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Health issues

Flu

Flu is a dangerous virus and it's important we all do what we can to protect ourselves and others.

The flu vaccine is safe, effective and protects millions of people each year from what can be a very serious virus. The vaccine is recommended each year for people who are at greater risk of flu and who could become very ill from the virus and its complications.

Flu vaccinations are usually available from September to offer protection before flu starts circulating in winter.

People at most risk of developing complications from flu or becoming particularly unwell can get the vaccine free of charge from their GP or pharmacy. Pregnant women can also get the vaccine through their midwife.

Anyone can have the flu jab for around £10 from participating pharmacies (subject to availability).

This year it’s particularly important that you get vaccinated to protect yourself and others.

Free flu jab

These people are entitled to a free flu vaccination:

Adults

  • all adults aged 50 years and over (including those who will be aged 50 by 31 March 2022)
  • people with certain health conditions
  • people with a learning disability
  • pregnant women
  • people living in a residential or nursing home
  • people who are the main carer for an elderly or disabled person or those who receive a carer’s allowance
  • people who are a household contact of someone on the Shielded Patients List for COVID-19

Children

  • children aged two or three years old on 31 August 2021
  • all primary school children
  • all secondary school children (year 7 to year 11)
  • children aged six months to 17 years old with certain long-term health conditions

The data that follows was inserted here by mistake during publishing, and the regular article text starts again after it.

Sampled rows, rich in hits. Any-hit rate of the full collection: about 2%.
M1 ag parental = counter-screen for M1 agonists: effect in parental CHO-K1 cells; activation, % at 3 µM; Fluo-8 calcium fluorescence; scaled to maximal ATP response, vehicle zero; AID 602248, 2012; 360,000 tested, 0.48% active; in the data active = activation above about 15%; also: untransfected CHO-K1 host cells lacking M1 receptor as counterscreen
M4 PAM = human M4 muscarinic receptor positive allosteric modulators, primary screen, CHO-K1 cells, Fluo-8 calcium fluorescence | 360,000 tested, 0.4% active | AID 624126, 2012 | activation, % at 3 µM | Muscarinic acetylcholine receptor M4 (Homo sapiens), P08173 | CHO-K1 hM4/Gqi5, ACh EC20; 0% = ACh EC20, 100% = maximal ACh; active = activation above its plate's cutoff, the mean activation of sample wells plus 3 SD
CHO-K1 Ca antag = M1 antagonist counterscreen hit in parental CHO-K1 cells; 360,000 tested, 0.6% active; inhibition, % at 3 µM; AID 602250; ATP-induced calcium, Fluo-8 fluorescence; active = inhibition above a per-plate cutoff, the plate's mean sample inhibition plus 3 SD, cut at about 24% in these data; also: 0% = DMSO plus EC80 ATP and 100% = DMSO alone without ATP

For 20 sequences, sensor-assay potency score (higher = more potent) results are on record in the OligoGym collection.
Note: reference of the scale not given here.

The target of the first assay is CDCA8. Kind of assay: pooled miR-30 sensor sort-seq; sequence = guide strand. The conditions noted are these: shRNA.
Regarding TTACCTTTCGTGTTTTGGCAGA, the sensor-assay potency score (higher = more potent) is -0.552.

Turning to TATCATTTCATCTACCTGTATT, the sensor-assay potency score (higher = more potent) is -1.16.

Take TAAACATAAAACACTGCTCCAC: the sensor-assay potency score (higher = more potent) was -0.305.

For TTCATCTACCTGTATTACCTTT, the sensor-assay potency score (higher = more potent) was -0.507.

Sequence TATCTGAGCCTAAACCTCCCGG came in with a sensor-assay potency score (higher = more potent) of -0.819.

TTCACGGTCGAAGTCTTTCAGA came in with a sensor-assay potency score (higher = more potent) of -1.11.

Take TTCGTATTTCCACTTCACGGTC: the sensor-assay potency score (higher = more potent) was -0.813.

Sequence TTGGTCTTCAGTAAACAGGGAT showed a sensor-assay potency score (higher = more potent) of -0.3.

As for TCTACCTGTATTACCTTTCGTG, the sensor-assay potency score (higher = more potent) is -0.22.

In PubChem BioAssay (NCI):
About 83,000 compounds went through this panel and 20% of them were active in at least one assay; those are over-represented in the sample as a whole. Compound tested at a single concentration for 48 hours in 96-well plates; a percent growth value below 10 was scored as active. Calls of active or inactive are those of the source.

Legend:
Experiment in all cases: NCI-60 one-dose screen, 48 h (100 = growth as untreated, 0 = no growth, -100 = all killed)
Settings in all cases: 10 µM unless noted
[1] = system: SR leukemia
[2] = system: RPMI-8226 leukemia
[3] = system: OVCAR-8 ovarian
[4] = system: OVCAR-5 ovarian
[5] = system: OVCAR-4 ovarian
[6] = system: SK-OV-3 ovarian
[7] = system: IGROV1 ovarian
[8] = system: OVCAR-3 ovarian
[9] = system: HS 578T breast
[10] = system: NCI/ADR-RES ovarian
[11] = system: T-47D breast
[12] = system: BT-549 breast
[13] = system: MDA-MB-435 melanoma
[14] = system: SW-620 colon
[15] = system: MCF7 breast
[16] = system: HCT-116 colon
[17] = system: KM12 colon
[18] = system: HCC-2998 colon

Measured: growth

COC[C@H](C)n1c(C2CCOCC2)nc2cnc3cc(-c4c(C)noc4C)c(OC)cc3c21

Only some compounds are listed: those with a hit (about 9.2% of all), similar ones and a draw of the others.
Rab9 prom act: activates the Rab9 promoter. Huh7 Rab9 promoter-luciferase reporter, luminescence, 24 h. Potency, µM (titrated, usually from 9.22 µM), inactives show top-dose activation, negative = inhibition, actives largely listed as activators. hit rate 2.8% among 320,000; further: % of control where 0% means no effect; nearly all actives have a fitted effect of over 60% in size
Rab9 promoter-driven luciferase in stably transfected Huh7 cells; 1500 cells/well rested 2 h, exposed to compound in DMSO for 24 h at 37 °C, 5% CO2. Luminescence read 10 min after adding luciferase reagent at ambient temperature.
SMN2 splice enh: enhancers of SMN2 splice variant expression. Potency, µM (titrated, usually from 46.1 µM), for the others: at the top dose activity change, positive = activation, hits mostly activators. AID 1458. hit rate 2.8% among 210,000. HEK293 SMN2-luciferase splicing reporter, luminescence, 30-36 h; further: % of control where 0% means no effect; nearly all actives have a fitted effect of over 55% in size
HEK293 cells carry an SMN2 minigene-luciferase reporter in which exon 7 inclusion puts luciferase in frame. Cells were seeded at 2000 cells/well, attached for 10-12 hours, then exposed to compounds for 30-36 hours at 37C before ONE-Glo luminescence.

Frontline health and social care staff employed by

  • a registered residential care or nursing home
  • a registered domiciliary care provider
  • a voluntary managed hospice provider
  • Direct Payment (personal budgets) and/or Personal Health Budgets, such as Personal Assistants

If you work in healthcare, for example in the NHS, your employer is responsible for providing your flu vaccine.

If you're at risk of developing complications from flu, your GP practice will contact you to invite you to make an appointment to be vaccinated.

If you’re an adult and are eligible for a free flu vaccine, most local pharmacies can provide flu vaccination free of charge. 

The vaccination programme for pre-school children is provided by GPs. The school immunisation team provide the programme for children at primary and secondary school.

Information for health professionals

Healthcare professionals may find resources available on the government website useful for planning the flu programme for patients and staff:

Care homes, nursing homes and long-stay residential settings may find these NHS resources useful in preparing for winter.

Other vaccinations

There are a number of vaccines offered free of charge to everyone through the NHS. While it's important to have vaccines on time when you're offered them, you can still catch up on most vaccines if you miss them.

If you think you have missed other vaccinations, speak to your GP practice or ask your healthcare professional.